bond, other security) fully reflects fair or true information about the intrinsic value of
this specific asset or fairly describe the value of the company the issuer of this security.
The key term in the concept of the market efficiency is the information available for investors
trading in the market. It is stated that the market price of stock reflects:
All known information, including:
Past information, e.g., last years or last quarters, months earnings;
Current information as well as events, that have been announced but are still forthcoming, e.g.
shareholders meeting.
Information that can reasonably be inferred, for example, if many investors believe that ECB
will increase interest rate in the nearest future or the government deficit increases, prices will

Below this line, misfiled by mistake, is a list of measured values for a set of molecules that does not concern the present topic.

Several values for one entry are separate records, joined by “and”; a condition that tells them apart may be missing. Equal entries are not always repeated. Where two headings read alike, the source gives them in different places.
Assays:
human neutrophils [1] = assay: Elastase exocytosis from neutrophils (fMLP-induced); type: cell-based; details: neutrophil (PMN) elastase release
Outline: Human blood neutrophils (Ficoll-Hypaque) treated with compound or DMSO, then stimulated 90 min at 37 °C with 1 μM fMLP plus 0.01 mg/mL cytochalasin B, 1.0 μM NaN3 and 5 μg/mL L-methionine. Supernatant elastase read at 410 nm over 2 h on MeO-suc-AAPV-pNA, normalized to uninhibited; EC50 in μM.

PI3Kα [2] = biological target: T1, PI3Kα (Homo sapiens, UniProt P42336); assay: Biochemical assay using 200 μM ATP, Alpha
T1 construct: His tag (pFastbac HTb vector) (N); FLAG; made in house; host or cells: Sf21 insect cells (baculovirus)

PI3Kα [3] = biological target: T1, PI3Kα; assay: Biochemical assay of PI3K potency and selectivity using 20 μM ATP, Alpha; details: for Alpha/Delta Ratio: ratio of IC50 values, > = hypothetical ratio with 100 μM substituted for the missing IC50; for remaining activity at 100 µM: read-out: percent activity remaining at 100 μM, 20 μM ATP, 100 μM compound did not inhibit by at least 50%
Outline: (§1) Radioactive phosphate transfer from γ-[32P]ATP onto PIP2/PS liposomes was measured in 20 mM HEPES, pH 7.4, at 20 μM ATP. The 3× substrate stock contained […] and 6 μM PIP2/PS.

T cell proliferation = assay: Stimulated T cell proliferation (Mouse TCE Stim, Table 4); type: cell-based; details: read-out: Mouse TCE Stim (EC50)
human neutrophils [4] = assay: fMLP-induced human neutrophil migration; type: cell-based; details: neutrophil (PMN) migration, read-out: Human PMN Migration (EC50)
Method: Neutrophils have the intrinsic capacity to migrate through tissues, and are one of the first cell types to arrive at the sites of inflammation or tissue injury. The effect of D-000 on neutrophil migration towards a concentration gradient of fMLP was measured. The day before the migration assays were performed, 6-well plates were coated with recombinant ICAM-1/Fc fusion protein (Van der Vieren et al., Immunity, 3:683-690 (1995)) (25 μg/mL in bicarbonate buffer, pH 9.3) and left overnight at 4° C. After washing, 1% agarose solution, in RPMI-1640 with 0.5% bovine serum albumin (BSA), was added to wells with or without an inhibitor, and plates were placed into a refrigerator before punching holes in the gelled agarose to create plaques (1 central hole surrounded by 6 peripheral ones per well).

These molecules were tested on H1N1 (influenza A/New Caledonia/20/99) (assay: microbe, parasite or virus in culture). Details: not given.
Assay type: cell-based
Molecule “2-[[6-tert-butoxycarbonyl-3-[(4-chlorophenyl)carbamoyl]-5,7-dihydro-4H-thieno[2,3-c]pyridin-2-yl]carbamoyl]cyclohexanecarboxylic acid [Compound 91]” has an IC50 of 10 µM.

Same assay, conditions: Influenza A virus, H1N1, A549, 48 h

reflect this belief before the actual event occurs.
Capital market is efficient, if the prices of securities which are traded in the market, react to
the changes of situation immediately, fully and credibly reflect all the important information
about the securitys future income and risk related with generating this income.
What is the important information for the investor? From economic point of view the important
information is defined as such information which has direct influence to the investors
decisions seeking for his defined financial goals. Example, the essential events in the joint
stock company, published in the newspaper, etc.
Market efficiency requires thet the adjustment to new information occurs very quikly as the
information becomes known. Obvious, that Internet has made the markets more efficient in the
sense of how widely and quickly information is disseminated.
There are 3 forms of market efficiency under efficient market hypothesis: